The report reveals that AT&T routinely provided the FBI with the “community of interest” profiles of its customers without any legal process. However, the DOJ redacted a large section of the report that discusses what a “community of interest” is, including an explanatory diagram. Yet, AT&T itself has published several research papers extensively discussing communities of interest. Basically, your community of interest includes the people you call and who call you, and the people with whom this group communicates. It is sometimes refined by frequency or by time period. AT&T even published the Hancock programming language, which AT&T designed to analyze communities of interest, and “sift calling card records, long distance calls, IP addresses and internet traffic dumps, and even track the physical movements of mobile phone customers as their signal moves from cell site to cell site.” AT&T published this graphic, which illustrates AT&T using what they call “guilt by association” to determine fraud within a community of interest (the shaded boxes).
|CPN RADIO – 21 ENE| Pese a que la información confiscada a Rómulo León es secreta, un medio televisivo tuvo acceso a un correo electrónico que demostraría que el presidente del Congreso, Luis Alva Castro estaría involucrado en la compra de equipos para chuponeo telefónico.
El documento extraído del CPU de León Alegría dice lo siguiente: “Lucho, Carlos José Mote sufre porque su amigo LAC no lo ayuda. Su principal en Israel le ha informado que el MININTER ha comprado a ISDS equipos de interceptación de celulares por más de un millón de dólares, productos que él representa y que oportunamente ofreció al Ministerio. Dime cuando puedo ir a visitarte con él”.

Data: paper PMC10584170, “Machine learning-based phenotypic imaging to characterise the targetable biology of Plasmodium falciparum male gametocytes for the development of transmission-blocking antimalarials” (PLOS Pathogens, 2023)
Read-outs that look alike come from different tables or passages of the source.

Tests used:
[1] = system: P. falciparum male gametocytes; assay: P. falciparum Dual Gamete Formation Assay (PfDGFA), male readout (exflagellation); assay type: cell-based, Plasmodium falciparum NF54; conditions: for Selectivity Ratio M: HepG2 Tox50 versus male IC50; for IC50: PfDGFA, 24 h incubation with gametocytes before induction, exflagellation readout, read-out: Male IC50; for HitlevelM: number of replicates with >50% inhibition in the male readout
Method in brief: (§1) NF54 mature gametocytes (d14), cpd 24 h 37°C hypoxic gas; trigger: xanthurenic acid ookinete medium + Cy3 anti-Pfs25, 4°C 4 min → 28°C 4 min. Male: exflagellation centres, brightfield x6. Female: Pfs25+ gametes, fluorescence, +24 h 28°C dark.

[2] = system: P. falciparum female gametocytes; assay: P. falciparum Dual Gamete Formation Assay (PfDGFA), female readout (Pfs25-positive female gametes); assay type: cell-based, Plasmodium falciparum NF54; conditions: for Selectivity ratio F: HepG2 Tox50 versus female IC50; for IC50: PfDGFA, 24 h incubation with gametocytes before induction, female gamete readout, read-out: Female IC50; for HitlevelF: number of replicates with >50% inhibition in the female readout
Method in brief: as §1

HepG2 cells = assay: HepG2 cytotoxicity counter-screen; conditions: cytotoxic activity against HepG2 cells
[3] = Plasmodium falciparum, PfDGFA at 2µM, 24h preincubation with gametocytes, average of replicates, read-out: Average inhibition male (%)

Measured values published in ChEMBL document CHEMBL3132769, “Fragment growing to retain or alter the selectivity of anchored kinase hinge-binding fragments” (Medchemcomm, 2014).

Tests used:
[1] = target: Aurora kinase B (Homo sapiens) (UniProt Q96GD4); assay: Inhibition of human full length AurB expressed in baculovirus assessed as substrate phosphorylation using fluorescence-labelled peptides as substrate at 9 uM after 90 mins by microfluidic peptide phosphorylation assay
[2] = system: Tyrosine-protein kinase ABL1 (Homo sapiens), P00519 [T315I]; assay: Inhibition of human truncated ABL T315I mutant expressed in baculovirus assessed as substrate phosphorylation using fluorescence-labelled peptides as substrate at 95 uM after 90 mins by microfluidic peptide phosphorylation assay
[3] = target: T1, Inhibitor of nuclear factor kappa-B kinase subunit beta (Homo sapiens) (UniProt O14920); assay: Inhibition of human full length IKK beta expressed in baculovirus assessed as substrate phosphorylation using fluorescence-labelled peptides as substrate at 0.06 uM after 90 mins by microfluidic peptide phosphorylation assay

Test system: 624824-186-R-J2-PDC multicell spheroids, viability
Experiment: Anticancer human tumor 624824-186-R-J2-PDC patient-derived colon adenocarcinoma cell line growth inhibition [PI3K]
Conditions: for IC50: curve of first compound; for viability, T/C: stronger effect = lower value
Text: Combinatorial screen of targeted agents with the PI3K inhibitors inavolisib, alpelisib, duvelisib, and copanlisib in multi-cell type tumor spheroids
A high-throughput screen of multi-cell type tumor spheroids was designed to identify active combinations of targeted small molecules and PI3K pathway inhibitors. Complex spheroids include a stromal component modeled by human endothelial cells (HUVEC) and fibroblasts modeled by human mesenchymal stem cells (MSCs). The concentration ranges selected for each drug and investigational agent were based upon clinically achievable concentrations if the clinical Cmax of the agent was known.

Al respecto Alva Castro negó que bajo su gestión el Ministerio del Interior haya comprado estos equipos y aseguró que en ningún momento se reunió con Rómulo León para conversar sobre este tema.Carlos José Mote, quien es mencionado en el correo electrónico, es íntimo amigo de León Alegría, y fue su empresa Soclar la que representó al empresario dominicano Fortunato Canaán en temas relacionados a la construcción de hospitales.
Burstein fue escuchado de manera ilegal gracias a un oficio judicial proveniente de un juzgado de Misiones que ordenó intervenir su teléfono celular en la investigación del homicidio de un dentista en esa provincia.
La diligencia fue pedida por James y solicitada a un magistrado de allí por tres policías, también procesados en la causa.
Además esta detenido con preventiva el ex jefe de la Policía Metropolitana Jorge Palacios, considerado ideólogo de la escucha a Burstein, quien criticaba su designación al frente de esa fuerza por supuestas irregularidades que dejo su paso por la investigación del ataque a la AMIA.
Oyarbide anticipo en los últimos días la posibilidad de convocar a declaración indagatoria al jefe de Gobierno Mauricio Macri y a además de Burstein, fueron escuchados con esta misma metodología un cuñado de Macri, Néstor Leonardo y también el empresario Carlos Ávila, gerentes de supermercados, entre otros.